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Consider the second-order linear homogeneous ODE $$ y''(t) - a^2y(t) = 0 $$ In the domain $t = [0,T]$. Note that $a > 0$ in all cases. The characteristic polynomial of the equation is $$ (1)r^2 + (0)r + (-a^2) = 0 $$ which has two real roots $$ r_1 = a $$ $$ r_2 = -a $$

The general solution is then $$ y(t) = K_1e^{at} + K_2e^{-at} $$

To solve for $K_1$ and $K_2$, we need initial conditions for both $y(t)$ and $y'(t)$, where $$ y'(t) = aK_1e^{at} - aK_2 e^{-at} $$

Given the initial value $$ y(t=0) = y_0 $$ I find $$ y(t = 0) = y_0 = K_1e^{a(0)} + K_2e^{-a(0)} $$ $$ \rightarrow y_0 = K_1 + K_2 $$

Instead of an initial value for $y'(t=0)$, I instead know there is a zero-gradient condition at the outer boundary, i.e. $$ y'(t=T) = 0 $$ Which leads to the expression $$ y'(t=T)= 0 = aK_1 e^{aT} - aK_2 e^{-aT} $$ $$ \rightarrow K_2 = K_1 e^{2aT} $$ Substituting this back into the expression for $y(0)$ yields $$ y_0 = K_1 + K_1 e^{2aT} $$ $$ \rightarrow K_1 = \frac{y_0}{1 + e^{2aT}} $$ and substituting $K_1$ back into the expression for $K_2$ yields $$ K_2 = \frac{y_0 e^{2aT}}{1 + e^{2aT}} $$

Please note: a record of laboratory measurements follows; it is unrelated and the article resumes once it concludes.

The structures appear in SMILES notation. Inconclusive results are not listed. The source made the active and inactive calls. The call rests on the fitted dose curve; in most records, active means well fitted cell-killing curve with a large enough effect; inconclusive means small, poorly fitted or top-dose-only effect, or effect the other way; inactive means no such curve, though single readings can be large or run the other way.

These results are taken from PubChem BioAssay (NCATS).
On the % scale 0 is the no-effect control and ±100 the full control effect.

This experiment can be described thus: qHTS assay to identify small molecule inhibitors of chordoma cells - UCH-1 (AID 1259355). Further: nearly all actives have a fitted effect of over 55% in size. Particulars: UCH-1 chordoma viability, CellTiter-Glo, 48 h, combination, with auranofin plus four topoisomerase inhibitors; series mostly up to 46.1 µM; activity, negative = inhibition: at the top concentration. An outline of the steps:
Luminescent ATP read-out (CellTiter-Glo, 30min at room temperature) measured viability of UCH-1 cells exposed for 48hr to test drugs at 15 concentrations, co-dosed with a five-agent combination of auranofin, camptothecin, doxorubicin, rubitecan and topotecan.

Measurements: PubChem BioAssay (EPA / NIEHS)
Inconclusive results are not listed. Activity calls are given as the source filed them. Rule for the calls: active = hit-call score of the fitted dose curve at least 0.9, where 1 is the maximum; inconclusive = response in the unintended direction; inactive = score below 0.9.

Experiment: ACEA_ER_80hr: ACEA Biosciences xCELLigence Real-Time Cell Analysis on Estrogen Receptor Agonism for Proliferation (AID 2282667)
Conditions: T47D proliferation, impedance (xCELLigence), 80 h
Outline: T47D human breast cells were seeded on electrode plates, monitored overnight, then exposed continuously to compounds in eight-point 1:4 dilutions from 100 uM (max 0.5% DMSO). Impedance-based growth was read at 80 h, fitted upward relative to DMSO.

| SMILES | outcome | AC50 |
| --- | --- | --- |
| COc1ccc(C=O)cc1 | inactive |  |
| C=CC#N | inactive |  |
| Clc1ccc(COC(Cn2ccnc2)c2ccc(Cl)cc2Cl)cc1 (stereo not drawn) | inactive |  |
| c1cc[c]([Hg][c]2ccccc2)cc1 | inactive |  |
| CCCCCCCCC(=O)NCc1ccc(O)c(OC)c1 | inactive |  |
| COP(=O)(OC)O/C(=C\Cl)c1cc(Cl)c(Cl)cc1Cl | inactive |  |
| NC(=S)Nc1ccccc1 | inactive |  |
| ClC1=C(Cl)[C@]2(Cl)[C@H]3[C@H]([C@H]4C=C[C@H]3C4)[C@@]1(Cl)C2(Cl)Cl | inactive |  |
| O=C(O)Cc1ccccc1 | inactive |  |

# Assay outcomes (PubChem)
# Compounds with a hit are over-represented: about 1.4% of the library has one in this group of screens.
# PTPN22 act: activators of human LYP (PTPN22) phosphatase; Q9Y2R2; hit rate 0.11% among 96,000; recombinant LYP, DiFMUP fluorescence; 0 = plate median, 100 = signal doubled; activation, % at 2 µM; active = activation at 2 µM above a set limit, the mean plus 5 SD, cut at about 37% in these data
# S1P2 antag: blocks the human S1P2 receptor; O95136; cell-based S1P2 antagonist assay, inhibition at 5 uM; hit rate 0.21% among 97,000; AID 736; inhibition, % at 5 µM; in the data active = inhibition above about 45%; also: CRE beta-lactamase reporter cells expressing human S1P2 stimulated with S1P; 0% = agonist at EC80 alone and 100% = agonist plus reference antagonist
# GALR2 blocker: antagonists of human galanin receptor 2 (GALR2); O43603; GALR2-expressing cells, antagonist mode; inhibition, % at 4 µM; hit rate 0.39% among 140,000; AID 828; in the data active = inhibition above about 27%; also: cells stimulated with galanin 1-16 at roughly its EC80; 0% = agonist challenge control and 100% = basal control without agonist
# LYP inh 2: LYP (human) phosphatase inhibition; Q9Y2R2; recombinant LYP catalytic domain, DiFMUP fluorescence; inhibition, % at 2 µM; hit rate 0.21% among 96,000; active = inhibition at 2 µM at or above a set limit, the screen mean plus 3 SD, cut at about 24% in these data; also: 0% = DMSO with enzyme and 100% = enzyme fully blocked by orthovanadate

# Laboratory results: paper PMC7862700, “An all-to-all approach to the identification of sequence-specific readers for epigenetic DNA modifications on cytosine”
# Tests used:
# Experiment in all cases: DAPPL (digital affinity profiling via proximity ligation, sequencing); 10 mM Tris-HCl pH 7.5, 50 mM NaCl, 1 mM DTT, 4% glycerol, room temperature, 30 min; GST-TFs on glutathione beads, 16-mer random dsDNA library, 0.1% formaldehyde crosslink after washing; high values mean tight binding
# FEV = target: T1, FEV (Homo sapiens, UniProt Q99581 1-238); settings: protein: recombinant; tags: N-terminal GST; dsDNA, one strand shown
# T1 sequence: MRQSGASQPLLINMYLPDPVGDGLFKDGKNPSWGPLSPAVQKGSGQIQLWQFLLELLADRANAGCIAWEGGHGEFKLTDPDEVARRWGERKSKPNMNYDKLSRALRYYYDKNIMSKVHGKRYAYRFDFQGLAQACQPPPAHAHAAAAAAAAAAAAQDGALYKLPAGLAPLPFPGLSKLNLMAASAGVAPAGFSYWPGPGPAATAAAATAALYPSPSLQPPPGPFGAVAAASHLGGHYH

The full solution is then $$ y(t) = \frac{y_0}{1 + e^{2aT}} e^{at} + \frac{y_0 e^{2aT}}{1 + e^{2aT}} e^{-at} $$ $$ \rightarrow y(t) = \frac{y_0}{1 + e^{2aT}} \left(e^{at} + e^{a(2T-t)} \right) $$

Is that right? The solution is consistent with the boundary conditions I specified, but I want to make sure I'm thinking this through.

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    $\begingroup$ It's easy to see it solves the ODE, just rewrite $e^{a(2T-t)}=e^{2aT} e^{-at}$ and note that $e^{2aT}$ does not depend on $t$. Then you just need to double check that it satisfies both of your boundary conditions. $\endgroup$ – Ian Nov 29 '17 at 19:11

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